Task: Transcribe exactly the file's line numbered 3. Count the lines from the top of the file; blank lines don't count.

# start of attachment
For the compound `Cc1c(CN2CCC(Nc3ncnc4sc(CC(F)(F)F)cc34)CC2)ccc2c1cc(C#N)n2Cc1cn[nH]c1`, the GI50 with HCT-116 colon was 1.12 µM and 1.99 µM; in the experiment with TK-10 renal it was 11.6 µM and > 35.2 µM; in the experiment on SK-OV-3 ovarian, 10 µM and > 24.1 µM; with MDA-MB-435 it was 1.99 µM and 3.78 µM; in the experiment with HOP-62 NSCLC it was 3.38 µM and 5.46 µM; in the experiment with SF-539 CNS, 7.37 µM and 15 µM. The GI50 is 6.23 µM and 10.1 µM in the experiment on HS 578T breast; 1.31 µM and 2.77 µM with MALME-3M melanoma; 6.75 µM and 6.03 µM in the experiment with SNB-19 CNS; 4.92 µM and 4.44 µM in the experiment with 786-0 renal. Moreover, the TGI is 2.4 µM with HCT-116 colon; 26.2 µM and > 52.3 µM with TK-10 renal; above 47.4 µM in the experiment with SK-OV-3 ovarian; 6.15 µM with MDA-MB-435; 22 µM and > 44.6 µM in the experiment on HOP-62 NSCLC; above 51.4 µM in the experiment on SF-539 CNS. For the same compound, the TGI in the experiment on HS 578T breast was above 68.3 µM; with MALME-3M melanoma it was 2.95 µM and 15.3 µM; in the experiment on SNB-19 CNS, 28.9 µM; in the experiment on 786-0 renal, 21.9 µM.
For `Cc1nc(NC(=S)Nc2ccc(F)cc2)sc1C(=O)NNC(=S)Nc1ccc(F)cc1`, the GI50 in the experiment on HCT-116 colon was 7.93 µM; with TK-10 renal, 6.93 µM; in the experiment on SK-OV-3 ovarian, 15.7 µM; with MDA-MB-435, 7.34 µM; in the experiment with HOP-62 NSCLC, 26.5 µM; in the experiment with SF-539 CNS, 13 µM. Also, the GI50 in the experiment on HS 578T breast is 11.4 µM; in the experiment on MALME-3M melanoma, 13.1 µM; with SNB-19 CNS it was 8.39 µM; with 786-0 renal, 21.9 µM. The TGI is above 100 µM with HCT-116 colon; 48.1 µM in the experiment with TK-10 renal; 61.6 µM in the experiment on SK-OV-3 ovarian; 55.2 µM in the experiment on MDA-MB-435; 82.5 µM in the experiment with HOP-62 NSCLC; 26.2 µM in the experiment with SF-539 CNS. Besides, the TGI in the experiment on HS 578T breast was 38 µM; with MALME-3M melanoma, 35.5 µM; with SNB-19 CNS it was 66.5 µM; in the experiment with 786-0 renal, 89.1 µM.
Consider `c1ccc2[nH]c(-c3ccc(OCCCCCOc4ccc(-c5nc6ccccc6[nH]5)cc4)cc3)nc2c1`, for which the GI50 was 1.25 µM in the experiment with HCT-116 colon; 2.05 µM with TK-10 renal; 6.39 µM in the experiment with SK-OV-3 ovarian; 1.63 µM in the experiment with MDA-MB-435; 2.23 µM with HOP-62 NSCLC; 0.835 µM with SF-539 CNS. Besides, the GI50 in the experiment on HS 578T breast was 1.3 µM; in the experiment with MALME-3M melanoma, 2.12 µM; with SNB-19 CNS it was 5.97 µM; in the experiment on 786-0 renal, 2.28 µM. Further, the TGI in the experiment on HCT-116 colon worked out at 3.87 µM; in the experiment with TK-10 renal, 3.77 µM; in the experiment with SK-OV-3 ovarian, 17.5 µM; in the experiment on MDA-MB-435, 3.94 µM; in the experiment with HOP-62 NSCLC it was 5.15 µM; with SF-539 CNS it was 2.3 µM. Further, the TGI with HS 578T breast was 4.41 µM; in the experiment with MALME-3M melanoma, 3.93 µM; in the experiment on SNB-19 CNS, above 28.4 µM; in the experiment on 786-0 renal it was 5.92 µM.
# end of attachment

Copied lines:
Consider `c1ccc2[nH]c(-c3ccc(OCCCCCOc4ccc(-c5nc6ccccc6[nH]5)cc4)cc3)nc2c1`, for which the GI50 was 1.25 µM in the experiment with HCT-116 colon; 2.05 µM with TK-10 renal; 6.39 µM in the experiment with SK-OV-3 ovarian; 1.63 µM in the experiment with MDA-MB-435; 2.23 µM with HOP-62 NSCLC; 0.835 µM with SF-539 CNS. Besides, the GI50 in the experiment on HS 578T breast was 1.3 µM; in the experiment with MALME-3M melanoma, 2.12 µM; with SNB-19 CNS it was 5.97 µM; in the experiment on 786-0 renal, 2.28 µM. Further, the TGI in the experiment on HCT-116 colon worked out at 3.87 µM; in the experiment with TK-10 renal, 3.77 µM; in the experiment with SK-OV-3 ovarian, 17.5 µM; in the experiment on MDA-MB-435, 3.94 µM; in the experiment with HOP-62 NSCLC it was 5.15 µM; with SF-539 CNS it was 2.3 µM. Further, the TGI with HS 578T breast was 4.41 µM; in the experiment with MALME-3M melanoma, 3.93 µM; in the experiment on SNB-19 CNS, above 28.4 µM; in the experiment on 786-0 renal it was 5.92 µM.